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How To Manage all those Leaves?

Autumn leaves start out beautiful but eventually turn into a sore spot. Fall clean-up of leaves becomes a chore and an eyesore. Now is the time to dig in and get them cleaned up. How do we take on the perilous task I have been chasing leaves around my yard for about four weeks now. We had a very late frost, most of the leaves had fallen beforehand. I use a combination of tools to combat this influx of dead leaves. My tool kit consists of a bagger attached to the garden tractor, handheld blower, a large and small metal leaf rakes, and a leaf shredder. Don't forget a sturdy pair of gloves.
   Leaf Racking Options: Attach a bagging system to your lawn mower. If you have a large property like we do, with several mature maple trees or a bad back like me. (back fusion) A leaf bagger will make this all the more enjoyable. Keep in mind the leaves have to be dry, or they will clog up the mower and the bagger. The gas or electric handheld blowers are obviously a welcomed addition to my arsenal. I use the rakes only in tight spots around the house and flower beds where I can not get them with the blower. Last but not least the leaf shredder, grind up the leaves for compost. The most beneficial aspect of this labor-intensive chore. Besides the weather, this time of year is wonderful, not too hot not to cold. I really enjoy it.
   What to do with all those leaves? Just think of those leaves as garden fertilizer. Leaf mold, or semi-rotting leaves, are high in nutrients, a year or so from now I will be tilling this nutrient into the soil. The bottom of the pile will be ready, for a soil amendment or mulch.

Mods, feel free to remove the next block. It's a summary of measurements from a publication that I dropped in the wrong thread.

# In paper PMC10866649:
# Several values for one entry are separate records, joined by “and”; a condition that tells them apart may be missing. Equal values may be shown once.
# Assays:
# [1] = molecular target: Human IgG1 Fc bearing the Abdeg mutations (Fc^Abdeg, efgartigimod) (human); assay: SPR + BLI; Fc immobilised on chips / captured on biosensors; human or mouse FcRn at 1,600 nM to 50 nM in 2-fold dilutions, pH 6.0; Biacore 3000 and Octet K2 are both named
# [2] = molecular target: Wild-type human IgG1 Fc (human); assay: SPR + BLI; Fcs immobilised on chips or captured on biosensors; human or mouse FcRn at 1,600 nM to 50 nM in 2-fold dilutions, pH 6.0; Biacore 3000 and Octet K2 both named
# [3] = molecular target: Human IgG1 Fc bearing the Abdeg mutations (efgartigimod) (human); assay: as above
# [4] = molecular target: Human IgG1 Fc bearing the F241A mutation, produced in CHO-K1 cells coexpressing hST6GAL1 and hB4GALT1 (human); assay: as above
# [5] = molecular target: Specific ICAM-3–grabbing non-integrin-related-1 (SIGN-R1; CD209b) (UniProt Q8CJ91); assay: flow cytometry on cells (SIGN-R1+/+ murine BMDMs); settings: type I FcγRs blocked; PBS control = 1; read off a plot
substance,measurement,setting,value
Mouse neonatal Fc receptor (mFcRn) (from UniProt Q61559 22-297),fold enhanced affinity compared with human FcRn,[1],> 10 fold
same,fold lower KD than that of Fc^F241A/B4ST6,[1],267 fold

I use a leaf shredder to break down the leaves before composting. The leaves must be dry to shred, moisten them shortly after shredding or the wind might carry them away. Unshredded leaves will clump together and form a dense layer on the ground and will not let water pass through as much as shredded leaves. Combing dry leaves with green garden waste will speed up the composting process.
   If you are city dweller you will deal with your leaves with rake and tarp to transport the leaves. Which rake to chose from? Bamboo, plastic, or a metal rake?
   Bamboo and plastic rakes are just fine for dry leaves. Usually the cheapest. You might get two or three years out of them. They only perform well on dry leaves and not so much on wet compacted leaves,  They are light and easy to maneuver. Unless you keep them out of the elements they will not last very long.
   Steel rakes: By far the best for your buck. The thing to look for in a good rake, the rake head should be at least 20-24 inches wide. The tines are closely spaced and slightly curved in order to break up the damp leaves. The handle whether it be wood or metal, nice to have one with a cushioned or foam handle for comfort and less fatigue. Check to see how it is attached to the handle. Make sure it is fastened securely not just stapled on. spot welded or a band clamp will give you years of dependable service.
   The love for gardening has brought us to the gardening tool business.Unique garden tools brought to you by GardenToolsCorner.com Hand tools, garden supplies, pots and planters, power tools and composting supplies Garden Tools Corner.com. FREE Shipping. We do not sell generic tools by any means. These tools are for serious Gardener,s as well as beginner's who enjoy well-crafted tools. No disappointments. Happy Gardening. Enjoy!

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